4. Complain to OnRebate's customer service. This is likely to be a waste of time, but if you complain loudly and persistently enough, in addition to harassing the company directors, they may give you your rebate just to get you off their backs.
5. Complain to the Florida Better Business Bureau. This probably won't achieve much either as OnRebate generally ignores communications form the BBB, but you may want to do it anyway. http://www.bbbsoutheastflorida.org/
DETAILED DESCRIPTION OF RIPOFF
This forms part of an affidavit which I sent to the Economic Crimes Division of the Florida Attorney-General's office. The documents referenced (Document 4, Document 5 etc) are mostly printouts of OnRebate's web pages and can't be reproduced here, but you should still get the general gist of it. Hope this is helpful to some of you.
62 STEPS TAKEN IN AN UNSUCCESSFUL ATTEMPT TO COMPLETE THE ONREBATE APPLICATION PROCESS
On 11 June 2007 I purchased a set of computer memory chips from TigerDirect.ca. These arrived a few days later and were satisfactory and in working order. The cost of the memory chips was $109.97 CAD but they were advertised in conjunction with a mail-in rebate offer of $40 CAD: in other words, when the chips arrived, I was entitled to claim a $40 rebate.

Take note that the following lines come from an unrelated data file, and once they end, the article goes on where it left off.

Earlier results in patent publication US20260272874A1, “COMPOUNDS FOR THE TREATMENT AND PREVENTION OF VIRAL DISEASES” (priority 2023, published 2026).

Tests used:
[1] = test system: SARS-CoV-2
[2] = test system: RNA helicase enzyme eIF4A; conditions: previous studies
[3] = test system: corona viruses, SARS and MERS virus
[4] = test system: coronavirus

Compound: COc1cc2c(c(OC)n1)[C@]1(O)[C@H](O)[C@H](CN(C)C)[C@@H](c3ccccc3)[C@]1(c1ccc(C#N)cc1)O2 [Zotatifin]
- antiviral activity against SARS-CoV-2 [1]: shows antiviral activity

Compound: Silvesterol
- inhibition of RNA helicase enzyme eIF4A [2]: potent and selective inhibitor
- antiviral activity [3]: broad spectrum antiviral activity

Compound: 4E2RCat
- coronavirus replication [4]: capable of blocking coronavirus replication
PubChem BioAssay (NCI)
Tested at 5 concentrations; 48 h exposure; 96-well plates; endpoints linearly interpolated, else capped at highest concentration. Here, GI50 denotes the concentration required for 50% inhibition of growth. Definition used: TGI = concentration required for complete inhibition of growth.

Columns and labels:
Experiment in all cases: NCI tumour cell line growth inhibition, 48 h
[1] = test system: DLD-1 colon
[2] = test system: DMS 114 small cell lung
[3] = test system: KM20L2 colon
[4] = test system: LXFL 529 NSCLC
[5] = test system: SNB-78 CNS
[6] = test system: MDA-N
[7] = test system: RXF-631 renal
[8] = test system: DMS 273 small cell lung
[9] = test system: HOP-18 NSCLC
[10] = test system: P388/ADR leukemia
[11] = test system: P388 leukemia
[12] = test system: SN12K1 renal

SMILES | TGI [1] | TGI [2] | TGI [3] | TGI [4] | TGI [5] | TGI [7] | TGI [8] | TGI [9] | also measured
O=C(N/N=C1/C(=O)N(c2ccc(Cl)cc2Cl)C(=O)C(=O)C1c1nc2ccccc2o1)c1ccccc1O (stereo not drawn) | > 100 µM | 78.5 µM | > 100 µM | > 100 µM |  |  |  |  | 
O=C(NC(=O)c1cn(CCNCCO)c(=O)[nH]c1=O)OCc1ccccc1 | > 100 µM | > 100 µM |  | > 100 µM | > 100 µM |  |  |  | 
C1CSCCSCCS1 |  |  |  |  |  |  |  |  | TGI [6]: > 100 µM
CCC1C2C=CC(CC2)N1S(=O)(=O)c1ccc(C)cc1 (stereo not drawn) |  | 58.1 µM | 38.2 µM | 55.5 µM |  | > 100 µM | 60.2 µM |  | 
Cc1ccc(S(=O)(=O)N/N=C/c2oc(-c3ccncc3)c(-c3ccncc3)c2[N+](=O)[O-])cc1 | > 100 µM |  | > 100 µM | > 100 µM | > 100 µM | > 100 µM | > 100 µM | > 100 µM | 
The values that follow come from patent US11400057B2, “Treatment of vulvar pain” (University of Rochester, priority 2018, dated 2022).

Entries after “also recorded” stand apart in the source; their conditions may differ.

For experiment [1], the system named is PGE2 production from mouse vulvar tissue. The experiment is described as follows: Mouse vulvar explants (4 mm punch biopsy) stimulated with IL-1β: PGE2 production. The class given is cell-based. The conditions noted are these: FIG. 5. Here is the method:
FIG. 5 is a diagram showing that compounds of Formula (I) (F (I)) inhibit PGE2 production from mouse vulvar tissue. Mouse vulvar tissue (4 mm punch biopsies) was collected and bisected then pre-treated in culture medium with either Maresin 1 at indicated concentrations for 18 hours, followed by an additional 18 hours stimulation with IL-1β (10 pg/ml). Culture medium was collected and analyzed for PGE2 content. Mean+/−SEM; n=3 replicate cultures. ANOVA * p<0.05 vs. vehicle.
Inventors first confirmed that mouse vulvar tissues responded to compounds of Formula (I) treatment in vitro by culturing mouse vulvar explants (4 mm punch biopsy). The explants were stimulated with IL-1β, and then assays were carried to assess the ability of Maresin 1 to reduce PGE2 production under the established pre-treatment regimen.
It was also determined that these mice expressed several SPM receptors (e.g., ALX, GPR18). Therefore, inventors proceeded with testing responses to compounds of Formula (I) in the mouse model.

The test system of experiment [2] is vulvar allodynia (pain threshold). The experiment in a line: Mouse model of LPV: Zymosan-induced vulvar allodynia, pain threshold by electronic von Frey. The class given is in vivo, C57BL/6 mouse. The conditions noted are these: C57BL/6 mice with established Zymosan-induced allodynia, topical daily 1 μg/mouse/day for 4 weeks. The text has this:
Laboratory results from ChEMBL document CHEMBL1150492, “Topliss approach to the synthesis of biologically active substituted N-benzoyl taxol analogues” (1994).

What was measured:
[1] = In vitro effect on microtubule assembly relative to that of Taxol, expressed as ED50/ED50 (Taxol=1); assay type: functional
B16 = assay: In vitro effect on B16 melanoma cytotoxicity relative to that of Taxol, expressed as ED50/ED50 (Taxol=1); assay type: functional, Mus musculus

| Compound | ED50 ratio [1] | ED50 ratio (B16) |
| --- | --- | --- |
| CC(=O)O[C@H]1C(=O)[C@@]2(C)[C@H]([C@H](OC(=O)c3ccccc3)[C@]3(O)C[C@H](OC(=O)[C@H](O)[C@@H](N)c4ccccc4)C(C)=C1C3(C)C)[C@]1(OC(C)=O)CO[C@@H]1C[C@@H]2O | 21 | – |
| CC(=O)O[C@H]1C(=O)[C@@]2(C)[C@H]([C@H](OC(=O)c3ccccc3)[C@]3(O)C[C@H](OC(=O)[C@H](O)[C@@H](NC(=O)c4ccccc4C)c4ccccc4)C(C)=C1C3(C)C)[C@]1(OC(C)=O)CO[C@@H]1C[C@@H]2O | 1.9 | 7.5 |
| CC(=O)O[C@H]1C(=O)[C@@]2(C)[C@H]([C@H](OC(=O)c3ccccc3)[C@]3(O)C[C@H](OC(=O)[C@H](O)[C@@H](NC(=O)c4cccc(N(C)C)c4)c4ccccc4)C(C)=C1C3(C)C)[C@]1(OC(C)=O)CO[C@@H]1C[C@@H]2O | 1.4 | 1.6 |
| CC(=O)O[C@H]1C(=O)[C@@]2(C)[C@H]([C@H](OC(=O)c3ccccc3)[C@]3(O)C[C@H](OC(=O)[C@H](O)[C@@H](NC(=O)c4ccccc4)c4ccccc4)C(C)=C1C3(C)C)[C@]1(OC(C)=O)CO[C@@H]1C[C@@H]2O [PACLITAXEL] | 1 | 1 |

The problems arose when I tried to claim the advertised rebate. The process for claiming the rebate is unnecessarily long, complicated and (I believe) in part deceptive. The purpose of this is to discourage as many customers as possible from completing the claim process. I have set out what happened to me next in a series of numbered steps below.
Step 1: Look at packing slip (Document 4). This gives the website address to visit for the rebate: www.tigerdirect.ca/rebates
Step 2: Visit website. Enter order no. in box (Document 5)
Step 3: Click on button to view rebate form (Document 6)
Step 4: View rebate form (Document 7). This is not actually the real rebate form. It is simply a Web page which tells me to visit another website: www.onrebate.biz
Step 5: Visit www.onrebate.biz (Document 8). This invites me to locate my rebate by offer code, category, manufacturer or rebate amount. The offer code would probably be the quickest way to locate the rebate but this is not printed on any of the previous documents or on my original order confirmation e-mail.
Step 6: Search by product category (memory). Up to now the clicking through various web pages has been fairly quick and easy. Now it starts to get difficult. This page takes about 1 minute to load fully, even over a broadband connection, and when it has loaded there are approximately 250 products displayed. The first page is shown as an example (Document 9); there are another 42 pages like it. It takes a little time to locate my product but eventually I do so: it is offer code US-5024 CA (Document 10). In the blank spaces to the right of the product illustrations there are buttons marked Claim which for some reason do not appear on the printed version of the page.